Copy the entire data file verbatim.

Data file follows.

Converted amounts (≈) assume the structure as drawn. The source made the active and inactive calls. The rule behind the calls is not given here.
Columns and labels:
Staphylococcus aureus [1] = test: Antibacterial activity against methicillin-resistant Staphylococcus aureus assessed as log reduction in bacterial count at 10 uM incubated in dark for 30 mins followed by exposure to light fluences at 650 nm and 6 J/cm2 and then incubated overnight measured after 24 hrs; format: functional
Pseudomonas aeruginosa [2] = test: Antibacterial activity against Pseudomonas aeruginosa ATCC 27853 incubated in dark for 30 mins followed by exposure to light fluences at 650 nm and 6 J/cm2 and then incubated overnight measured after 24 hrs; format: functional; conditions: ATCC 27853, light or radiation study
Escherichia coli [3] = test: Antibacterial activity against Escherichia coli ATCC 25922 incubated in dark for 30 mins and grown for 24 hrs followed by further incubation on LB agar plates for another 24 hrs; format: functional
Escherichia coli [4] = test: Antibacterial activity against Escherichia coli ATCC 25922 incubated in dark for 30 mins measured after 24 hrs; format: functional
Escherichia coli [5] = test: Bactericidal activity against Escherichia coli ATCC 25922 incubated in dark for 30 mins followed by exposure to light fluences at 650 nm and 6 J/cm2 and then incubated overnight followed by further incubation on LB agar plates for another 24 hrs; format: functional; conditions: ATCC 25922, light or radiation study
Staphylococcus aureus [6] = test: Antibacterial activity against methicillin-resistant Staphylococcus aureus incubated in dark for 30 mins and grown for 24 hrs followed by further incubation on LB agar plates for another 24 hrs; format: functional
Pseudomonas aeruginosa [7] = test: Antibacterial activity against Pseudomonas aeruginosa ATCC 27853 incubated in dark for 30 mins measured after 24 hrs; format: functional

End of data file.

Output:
Converted amounts (≈) assume the structure as drawn. The source made the active and inactive calls. The rule behind the calls is not given here.
Columns and labels:
Staphylococcus aureus [1] = test: Antibacterial activity against methicillin-resistant Staphylococcus aureus assessed as log reduction in bacterial count at 10 uM incubated in dark for 30 mins followed by exposure to light fluences at 650 nm and 6 J/cm2 and then incubated overnight measured after 24 hrs; format: functional
Pseudomonas aeruginosa [2] = test: Antibacterial activity against Pseudomonas aeruginosa ATCC 27853 incubated in dark for 30 mins followed by exposure to light fluences at 650 nm and 6 J/cm2 and then incubated overnight measured after 24 hrs; format: functional; conditions: ATCC 27853, light or radiation study
Escherichia coli [3] = test: Antibacterial activity against Escherichia coli ATCC 25922 incubated in dark for 30 mins and grown for 24 hrs followed by further incubation on LB agar plates for another 24 hrs; format: functional
Escherichia coli [4] = test: Antibacterial activity against Escherichia coli ATCC 25922 incubated in dark for 30 mins measured after 24 hrs; format: functional
Escherichia coli [5] = test: Bactericidal activity against Escherichia coli ATCC 25922 incubated in dark for 30 mins followed by exposure to light fluences at 650 nm and 6 J/cm2 and then incubated overnight followed by further incubation on LB agar plates for another 24 hrs; format: functional; conditions: ATCC 25922, light or radiation study
Staphylococcus aureus [6] = test: Antibacterial activity against methicillin-resistant Staphylococcus aureus incubated in dark for 30 mins and grown for 24 hrs followed by further incubation on LB agar plates for another 24 hrs; format: functional
Pseudomonas aeruginosa [7] = test: Antibacterial activity against Pseudomonas aeruginosa ATCC 27853 incubated in dark for 30 mins measured after 24 hrs; format: functional